After a year in which regulatory hurdles played a role in the highest volume of deal withdrawals since the financial crisis, changes in Washington spurred expectations for a sharp 2017 pickup in mergers and acquisitions.
But a handful of deal setbacks this year raises the question: Are these busted transactions a signal that the regulatory environment will remain more entrenched than anticipated, or are they just part of the noise created by a lumbering transition toward a less onerous atmosphere for business?
So far this year, notable deals altered or undone include:
Aetna Inc. dropped its plan to buy Humana Inc. in a $34 billion pact after a federal judge ruled against the deal.
A $48 billion merger between healthcare providers Cigna Corp. and Anthem Inc. blocked by federal courts in May.
Walgreens Boots Alliance Inc. opted to settle for a much slimmer deal with Rite Aid Corp., ditching a planned $9.4 billion takeover in favor of a roughly $5.2 billion pact to buy half of Rite Aid’s stores after the more ambitious deal was bogged down by antitrust concerns.
DraftKings Inc. and FanDuel Inc. called off their merger after the Federal Trade Commission in June filed an antitrust lawsuit to block a deal that would have united the two online fantasy sports companies.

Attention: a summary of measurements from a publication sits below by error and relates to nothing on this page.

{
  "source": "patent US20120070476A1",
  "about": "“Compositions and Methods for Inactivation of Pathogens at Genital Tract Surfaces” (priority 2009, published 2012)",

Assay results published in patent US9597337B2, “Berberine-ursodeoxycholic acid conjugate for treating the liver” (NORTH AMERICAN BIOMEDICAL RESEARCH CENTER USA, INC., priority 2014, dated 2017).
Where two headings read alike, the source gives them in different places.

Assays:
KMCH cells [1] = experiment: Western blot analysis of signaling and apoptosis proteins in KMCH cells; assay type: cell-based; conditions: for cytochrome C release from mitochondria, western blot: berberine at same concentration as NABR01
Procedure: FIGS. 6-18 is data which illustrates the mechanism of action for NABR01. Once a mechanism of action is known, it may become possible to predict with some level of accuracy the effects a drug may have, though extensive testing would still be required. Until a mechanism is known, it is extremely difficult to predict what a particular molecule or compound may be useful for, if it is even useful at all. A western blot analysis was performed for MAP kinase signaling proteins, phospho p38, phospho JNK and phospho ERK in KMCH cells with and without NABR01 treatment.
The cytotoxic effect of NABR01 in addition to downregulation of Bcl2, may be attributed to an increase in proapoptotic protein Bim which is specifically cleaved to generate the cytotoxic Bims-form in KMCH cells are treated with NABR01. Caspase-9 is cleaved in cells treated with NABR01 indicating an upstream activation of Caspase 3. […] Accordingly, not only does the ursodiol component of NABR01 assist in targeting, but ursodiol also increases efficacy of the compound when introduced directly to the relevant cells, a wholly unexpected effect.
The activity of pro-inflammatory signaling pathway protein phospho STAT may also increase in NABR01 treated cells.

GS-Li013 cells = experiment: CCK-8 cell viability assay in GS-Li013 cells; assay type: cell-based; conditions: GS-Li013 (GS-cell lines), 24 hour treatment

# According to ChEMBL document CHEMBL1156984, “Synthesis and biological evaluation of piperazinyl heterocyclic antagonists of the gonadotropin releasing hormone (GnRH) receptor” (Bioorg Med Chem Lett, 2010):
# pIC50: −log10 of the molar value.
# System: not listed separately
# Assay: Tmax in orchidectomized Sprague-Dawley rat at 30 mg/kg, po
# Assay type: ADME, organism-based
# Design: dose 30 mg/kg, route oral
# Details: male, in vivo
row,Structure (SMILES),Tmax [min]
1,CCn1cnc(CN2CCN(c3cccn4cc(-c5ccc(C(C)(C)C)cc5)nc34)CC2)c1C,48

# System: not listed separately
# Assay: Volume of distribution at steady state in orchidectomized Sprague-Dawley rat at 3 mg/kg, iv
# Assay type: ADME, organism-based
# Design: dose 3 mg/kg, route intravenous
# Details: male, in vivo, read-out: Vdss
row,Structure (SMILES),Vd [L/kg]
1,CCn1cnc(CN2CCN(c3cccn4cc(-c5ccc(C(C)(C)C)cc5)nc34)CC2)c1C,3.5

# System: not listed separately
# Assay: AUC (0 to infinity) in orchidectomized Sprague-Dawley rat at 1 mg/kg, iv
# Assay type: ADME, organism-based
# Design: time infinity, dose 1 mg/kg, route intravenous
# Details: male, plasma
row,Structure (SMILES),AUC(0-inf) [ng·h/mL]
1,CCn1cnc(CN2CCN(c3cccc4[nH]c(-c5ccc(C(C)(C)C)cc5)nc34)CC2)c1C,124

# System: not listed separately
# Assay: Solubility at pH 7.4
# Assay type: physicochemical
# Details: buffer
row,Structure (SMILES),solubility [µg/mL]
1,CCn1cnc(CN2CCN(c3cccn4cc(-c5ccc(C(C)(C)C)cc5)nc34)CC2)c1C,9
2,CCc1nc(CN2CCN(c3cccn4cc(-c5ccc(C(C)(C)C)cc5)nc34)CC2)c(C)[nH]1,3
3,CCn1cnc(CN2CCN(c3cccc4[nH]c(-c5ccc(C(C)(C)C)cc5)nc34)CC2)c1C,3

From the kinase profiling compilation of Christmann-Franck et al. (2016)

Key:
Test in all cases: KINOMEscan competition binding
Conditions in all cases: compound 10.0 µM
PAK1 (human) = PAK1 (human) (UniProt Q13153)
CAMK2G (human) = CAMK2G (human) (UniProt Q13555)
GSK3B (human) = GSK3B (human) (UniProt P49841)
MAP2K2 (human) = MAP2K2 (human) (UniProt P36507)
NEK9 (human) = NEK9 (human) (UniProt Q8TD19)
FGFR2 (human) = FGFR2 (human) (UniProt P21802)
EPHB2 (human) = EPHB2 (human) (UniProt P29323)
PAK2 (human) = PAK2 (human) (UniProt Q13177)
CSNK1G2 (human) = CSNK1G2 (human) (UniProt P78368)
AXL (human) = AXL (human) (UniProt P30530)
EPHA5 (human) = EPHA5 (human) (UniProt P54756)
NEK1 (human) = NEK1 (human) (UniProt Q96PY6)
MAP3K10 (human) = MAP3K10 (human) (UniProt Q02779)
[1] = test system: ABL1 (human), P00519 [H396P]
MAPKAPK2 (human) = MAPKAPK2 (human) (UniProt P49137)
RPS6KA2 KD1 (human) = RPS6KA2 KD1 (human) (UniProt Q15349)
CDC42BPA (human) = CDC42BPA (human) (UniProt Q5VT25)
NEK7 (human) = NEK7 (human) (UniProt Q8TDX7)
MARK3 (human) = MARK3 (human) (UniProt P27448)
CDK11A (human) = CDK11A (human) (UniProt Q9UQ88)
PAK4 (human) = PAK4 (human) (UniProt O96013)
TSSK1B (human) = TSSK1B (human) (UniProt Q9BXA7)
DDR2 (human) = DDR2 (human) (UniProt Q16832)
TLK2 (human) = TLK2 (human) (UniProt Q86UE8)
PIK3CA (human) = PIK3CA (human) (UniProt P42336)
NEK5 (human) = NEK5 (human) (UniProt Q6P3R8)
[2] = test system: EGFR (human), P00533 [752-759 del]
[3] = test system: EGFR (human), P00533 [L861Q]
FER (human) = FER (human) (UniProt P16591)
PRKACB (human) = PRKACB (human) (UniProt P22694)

And the New York Times reported in July that AT&T Corp.’s $85 billion bid for Time Warner Inc. was “in limbo” as regulators scour the tie-up. President Donald Trump said during his campaign that he opposed the acquisition.
“Regulatory review of large, pending deals like AT&T-Time Warner will be a good litmus test on how the US treats larger-scale consolidation,” said Ben Wallace, managing director, global M&A at J.P. Morgan. “We’re still seeing a lot of regulatory scrutiny for a variety of reasons,” he added, including uncertainty around the approach of the new administration. “Last year we saw a record number of deals withdrawn for regulatory reasons, and there is still a level of uncertainty around getting deals closed. However, people are cautiously optimistic that the deal environment will be better.”
Merrill Corporation, which facilitates the sharing and disclosure of financial information, has observed fewer "mega" deals among the transactions it’s supported in 2017, though the company’s data have indicated a substantial increase in middle-market -- and particularly lower middle-market – M&A. In terms of industries, Merrill has seen a notable increase in healthcare and oil & gas activity, while there have been fewer materials and technology mergers.
With fewer giant deals, this year is less likely to mimic a disappointing 2016 statistic: the volume of withdrawn deals in 2016, was the highest since 2008, at $842 million – or 769 deals, J.P. Morgan noted back in January in its outlook for M&A this year. The withdrawals “partly reflecting heightened regulatory pressure,” the firm said.
Still, the bank predicted the M&A market would get a boost from “strong fundamentals and the potential for pro-business policy changes,” including the potential for cash repatriation from overseas profits, corporate tax reform and “more modest regulation.”
That’s certainly still possible, and while anticipation of such policy changes has been widespread, the timing of their arrival has grown cloudier as the administration and the Republican majority in Congress struggled with healthcare legislation, pushing other important agenda items, such as tax reform and infrastructure spending, further into the future.
Agency Vacancies Contribute to Cloudier Outlook